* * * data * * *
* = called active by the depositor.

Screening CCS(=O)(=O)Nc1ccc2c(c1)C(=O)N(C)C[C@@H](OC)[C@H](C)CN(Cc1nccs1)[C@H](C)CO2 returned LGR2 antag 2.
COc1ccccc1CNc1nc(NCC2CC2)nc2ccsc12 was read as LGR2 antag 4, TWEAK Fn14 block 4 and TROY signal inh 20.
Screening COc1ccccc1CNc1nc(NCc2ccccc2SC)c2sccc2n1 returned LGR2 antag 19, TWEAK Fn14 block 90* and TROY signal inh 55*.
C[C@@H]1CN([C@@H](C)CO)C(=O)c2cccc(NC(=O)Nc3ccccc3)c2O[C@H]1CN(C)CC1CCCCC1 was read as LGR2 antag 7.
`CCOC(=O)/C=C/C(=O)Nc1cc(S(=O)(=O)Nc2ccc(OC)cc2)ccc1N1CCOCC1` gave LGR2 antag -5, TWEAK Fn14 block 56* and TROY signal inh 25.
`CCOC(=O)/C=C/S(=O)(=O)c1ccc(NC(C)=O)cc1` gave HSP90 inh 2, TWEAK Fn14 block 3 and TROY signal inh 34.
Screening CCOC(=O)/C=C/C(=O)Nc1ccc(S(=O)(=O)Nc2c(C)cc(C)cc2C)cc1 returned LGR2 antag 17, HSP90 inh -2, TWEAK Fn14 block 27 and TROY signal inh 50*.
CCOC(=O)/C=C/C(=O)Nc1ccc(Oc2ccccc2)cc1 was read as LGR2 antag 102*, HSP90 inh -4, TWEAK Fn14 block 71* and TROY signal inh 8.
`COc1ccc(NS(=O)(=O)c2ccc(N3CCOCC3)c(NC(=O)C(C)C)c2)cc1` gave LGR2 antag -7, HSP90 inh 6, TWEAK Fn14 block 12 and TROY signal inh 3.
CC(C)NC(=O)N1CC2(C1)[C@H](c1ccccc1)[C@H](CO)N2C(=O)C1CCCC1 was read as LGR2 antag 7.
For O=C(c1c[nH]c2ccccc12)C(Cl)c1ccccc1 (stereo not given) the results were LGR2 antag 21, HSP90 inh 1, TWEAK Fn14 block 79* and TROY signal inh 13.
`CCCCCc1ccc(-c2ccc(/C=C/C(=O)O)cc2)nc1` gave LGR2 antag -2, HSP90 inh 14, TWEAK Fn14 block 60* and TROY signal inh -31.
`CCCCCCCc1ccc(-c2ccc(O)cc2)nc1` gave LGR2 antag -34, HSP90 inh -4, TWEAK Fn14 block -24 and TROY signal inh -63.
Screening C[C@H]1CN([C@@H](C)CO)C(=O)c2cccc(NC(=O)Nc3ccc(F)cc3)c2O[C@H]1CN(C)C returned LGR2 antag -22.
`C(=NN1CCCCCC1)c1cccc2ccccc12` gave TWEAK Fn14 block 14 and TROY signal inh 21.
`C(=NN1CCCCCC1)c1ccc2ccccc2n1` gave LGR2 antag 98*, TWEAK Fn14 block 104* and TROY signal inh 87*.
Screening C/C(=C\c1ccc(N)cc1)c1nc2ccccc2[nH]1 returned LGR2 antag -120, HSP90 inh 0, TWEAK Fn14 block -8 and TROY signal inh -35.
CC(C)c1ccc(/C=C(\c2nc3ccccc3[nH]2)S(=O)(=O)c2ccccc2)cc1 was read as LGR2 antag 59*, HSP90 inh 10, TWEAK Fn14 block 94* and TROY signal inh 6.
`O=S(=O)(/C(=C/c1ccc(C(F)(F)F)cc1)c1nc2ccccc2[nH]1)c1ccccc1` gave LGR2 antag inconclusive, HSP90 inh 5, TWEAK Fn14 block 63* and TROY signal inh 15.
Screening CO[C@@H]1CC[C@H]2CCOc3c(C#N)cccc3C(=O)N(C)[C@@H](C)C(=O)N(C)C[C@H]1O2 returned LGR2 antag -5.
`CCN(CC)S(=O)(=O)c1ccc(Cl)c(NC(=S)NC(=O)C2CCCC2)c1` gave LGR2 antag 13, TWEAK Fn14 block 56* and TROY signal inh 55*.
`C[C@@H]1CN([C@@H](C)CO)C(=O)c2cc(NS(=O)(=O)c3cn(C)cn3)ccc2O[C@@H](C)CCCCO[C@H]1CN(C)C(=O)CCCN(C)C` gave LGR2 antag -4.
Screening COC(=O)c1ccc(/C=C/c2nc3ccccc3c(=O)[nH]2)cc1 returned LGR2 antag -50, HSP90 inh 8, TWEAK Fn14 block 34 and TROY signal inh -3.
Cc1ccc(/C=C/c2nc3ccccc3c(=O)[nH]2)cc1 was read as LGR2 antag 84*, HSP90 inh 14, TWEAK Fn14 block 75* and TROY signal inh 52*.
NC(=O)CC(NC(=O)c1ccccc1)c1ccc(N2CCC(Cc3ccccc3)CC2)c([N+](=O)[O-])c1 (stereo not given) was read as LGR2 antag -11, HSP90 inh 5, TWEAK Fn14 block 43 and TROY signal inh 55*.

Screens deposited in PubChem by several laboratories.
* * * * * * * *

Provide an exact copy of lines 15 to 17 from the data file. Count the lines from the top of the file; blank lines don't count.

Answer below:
Screening C[C@H]1CN([C@@H](C)CO)C(=O)c2cccc(NC(=O)Nc3ccc(F)cc3)c2O[C@H]1CN(C)C returned LGR2 antag -22.
`C(=NN1CCCCCC1)c1cccc2ccccc12` gave TWEAK Fn14 block 14 and TROY signal inh 21.
`C(=NN1CCCCCC1)c1ccc2ccccc2n1` gave LGR2 antag 98*, TWEAK Fn14 block 104* and TROY signal inh 87*.